Michael Monroe Goodman’s ‘The Flag, The Bible and Bill Monroe’ is Traditional Country Gold
By: Markus Meyer
Recently emerging in the underground world of country music is traditionalist Michael Monroe Goodman. Hailing from Louisville, Kentucky, Goodman has constructed an album filled top-to-bottom with rich, well constructed traditional country music. Each track represents a throwback to the days of dominant steel guitar, and flows cohesively into the next.
The Flag, The Bible and Bill Monroe is an album that is both parts fun and serious. It’s a well-balanced project that introduces Goodman as an artist to keep an eye on, as well as one that is fit for repeat listens. Between the abundance of traditional country instruments, and Goodman’s superb vocals, this is a project that reminds us of what country music truly is, and what it should strive to be.
The album’s best moments are the low-key ones; the heart wrenching ode to his mother who left the family young, “She Was Mine; the simple yet effective “Tinkerbell Love Song”; the autobiographical title track, which depicts sources of hope and inspiration for the narrator. Each one tells a different story, and yet feels completely at home among each other. With well constructed lyrical content, a strong production and brilliant storytelling courtesy of Goodman, they’re all brilliant tracks that come highly recommended.
The instrumentation also stands out as especially strong throughout, with different sounds showcased throughout. The jaunty “Drunk Again” relies heavily on the banjo, “It Never Rains” features the ever-underrated harmonica, while the steel guitar is a star throughout “If She Knew”. It demonstrates a respect for the roots of the genre, and helps in the developing the cohesiveness of the album.
This isn’t to say however, that the uptempo’s don’t work. Despite some songwriting that hardly comes off as brilliant, the undeniably country instrumentation as well as Goodman’s enthusiasm elevate them to be tracks more than worthy of a thumps-up. The bouncy “Yay! Friday” and “Maple Inn” are decently written compositions that, while not among the album’s high points, are very much worthy of recognition.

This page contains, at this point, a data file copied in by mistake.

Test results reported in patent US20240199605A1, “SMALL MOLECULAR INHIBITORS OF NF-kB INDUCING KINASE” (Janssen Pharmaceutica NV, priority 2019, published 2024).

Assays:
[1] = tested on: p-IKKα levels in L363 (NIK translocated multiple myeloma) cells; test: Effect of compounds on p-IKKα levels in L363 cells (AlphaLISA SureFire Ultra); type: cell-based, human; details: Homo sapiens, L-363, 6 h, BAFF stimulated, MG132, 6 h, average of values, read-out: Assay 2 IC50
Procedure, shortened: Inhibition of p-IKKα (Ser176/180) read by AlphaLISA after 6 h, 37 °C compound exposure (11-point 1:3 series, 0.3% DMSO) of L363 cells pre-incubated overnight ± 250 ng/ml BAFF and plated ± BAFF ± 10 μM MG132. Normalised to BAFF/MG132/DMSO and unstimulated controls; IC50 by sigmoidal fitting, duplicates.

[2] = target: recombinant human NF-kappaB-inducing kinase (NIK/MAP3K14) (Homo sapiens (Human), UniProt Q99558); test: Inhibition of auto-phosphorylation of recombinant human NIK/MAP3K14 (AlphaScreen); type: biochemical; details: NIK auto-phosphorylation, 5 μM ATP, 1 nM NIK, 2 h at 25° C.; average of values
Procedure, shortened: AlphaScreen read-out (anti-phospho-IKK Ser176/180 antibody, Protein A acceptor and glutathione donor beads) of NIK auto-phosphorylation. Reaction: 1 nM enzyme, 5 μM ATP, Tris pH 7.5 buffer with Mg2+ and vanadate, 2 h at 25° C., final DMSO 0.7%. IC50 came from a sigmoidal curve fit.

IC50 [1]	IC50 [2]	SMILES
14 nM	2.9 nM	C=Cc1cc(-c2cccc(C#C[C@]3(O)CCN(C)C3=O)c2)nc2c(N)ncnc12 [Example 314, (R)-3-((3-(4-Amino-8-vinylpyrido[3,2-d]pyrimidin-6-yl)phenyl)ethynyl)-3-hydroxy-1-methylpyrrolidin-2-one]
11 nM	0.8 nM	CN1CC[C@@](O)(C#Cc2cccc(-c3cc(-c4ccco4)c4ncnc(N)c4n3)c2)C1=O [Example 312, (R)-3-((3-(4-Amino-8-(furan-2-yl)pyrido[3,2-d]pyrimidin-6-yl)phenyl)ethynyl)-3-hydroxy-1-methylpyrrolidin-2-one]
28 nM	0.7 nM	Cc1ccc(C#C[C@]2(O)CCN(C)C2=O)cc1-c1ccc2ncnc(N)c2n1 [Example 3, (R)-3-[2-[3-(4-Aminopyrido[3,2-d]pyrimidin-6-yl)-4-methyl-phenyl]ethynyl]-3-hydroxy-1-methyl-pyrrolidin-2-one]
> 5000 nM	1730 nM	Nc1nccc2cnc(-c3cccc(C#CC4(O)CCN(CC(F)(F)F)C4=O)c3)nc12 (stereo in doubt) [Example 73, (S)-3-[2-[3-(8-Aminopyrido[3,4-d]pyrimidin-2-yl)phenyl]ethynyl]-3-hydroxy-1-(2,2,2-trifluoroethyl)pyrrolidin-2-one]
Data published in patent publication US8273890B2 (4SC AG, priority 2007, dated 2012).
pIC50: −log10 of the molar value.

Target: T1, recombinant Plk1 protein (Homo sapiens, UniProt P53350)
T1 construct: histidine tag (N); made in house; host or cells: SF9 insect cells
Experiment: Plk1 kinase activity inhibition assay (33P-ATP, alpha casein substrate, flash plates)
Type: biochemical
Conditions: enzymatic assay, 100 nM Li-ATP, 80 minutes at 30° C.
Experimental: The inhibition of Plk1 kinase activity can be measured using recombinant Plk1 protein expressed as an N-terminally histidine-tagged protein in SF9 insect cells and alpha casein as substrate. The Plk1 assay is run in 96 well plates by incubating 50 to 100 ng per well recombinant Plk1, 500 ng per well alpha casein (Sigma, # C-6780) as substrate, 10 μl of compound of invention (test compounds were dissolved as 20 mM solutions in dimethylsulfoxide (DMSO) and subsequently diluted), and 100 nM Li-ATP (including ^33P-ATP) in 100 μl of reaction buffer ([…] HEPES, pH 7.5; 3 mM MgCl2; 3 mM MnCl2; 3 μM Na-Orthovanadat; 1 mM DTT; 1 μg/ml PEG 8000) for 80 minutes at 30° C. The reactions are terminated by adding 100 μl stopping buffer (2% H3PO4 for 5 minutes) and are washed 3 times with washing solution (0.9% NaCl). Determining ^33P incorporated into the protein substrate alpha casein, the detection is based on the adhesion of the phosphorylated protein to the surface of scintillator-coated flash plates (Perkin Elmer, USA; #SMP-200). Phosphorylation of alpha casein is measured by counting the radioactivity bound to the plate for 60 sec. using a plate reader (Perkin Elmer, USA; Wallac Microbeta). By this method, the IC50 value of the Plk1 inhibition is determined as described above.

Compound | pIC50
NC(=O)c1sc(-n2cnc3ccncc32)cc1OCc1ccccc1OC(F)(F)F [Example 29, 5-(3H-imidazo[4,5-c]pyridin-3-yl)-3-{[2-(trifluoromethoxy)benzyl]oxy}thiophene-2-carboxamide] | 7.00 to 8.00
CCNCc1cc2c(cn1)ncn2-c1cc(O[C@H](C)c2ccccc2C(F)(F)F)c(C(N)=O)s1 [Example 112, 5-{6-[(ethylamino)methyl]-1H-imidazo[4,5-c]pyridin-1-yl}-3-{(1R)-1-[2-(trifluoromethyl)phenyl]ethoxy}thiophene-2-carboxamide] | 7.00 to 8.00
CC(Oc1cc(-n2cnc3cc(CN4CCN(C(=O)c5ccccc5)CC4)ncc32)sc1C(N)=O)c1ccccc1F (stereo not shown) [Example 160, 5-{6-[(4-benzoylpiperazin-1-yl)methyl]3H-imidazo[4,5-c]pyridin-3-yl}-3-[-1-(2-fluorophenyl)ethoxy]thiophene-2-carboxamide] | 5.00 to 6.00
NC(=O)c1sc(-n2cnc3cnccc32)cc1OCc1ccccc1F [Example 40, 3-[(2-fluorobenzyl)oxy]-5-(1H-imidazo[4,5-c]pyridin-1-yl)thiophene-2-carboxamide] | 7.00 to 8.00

In fact, what’s perhaps most impressive about the collection is with just how much proficiency each song is done. Whether it be the uptempos or ballads, Michael Monroe Goodman performs each one with tremendous skill. That type of versatility is a rare ability among country performers today, which only further help Goodman establish himself as a standout, even among the underground world.
When it comes down to it, The Flag, The Bible and Bill Monroe is a well-sung collection of well-written songs that are produced well. There’s no studio bombast, no flashy guitar solos, and the results speak for themselves. This album is what country music should be: well-written, well-sung songs held up by a simple, traditional production. Goodman stripped the music down to it’s origins, and what we got was an album well worth paying attention to.
In an industry that finds many relying on extravagant tricks and stunts for attention, this kind of music needs to be heard and appreciated. With The Flag, The Bible and Bill Monroe, Michael Monroe Goodman has established himself as a musical force, and someone to watch going forward. He could have big things coming in the future.